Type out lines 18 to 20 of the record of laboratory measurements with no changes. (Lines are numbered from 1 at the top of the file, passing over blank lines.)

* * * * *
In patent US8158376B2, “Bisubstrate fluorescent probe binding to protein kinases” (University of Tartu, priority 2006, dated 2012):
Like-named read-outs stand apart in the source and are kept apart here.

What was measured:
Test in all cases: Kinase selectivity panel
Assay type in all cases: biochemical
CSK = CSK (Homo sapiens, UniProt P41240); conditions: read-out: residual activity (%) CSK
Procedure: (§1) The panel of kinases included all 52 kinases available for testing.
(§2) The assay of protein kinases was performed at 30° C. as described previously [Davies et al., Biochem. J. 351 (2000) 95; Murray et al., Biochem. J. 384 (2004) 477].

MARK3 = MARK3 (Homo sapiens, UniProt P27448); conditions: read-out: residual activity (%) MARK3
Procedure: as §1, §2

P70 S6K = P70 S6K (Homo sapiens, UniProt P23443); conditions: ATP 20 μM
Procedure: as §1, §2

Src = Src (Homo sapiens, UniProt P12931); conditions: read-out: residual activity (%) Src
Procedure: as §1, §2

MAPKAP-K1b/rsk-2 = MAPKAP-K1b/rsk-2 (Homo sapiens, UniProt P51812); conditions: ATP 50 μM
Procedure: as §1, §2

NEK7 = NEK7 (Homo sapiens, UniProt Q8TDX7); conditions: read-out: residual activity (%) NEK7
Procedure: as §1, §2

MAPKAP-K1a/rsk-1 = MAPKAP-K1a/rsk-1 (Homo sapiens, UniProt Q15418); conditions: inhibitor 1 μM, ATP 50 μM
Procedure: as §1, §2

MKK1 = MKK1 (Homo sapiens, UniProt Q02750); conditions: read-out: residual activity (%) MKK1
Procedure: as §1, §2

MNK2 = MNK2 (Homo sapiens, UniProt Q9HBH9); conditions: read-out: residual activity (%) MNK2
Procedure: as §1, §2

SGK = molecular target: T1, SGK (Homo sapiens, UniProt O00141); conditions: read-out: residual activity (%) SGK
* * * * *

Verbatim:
Procedure: as §1, §2

MAPKAP-K1a/rsk-1 = MAPKAP-K1a/rsk-1 (Homo sapiens, UniProt Q15418); conditions: inhibitor 1 μM, ATP 50 μM
Procedure: as §1, §2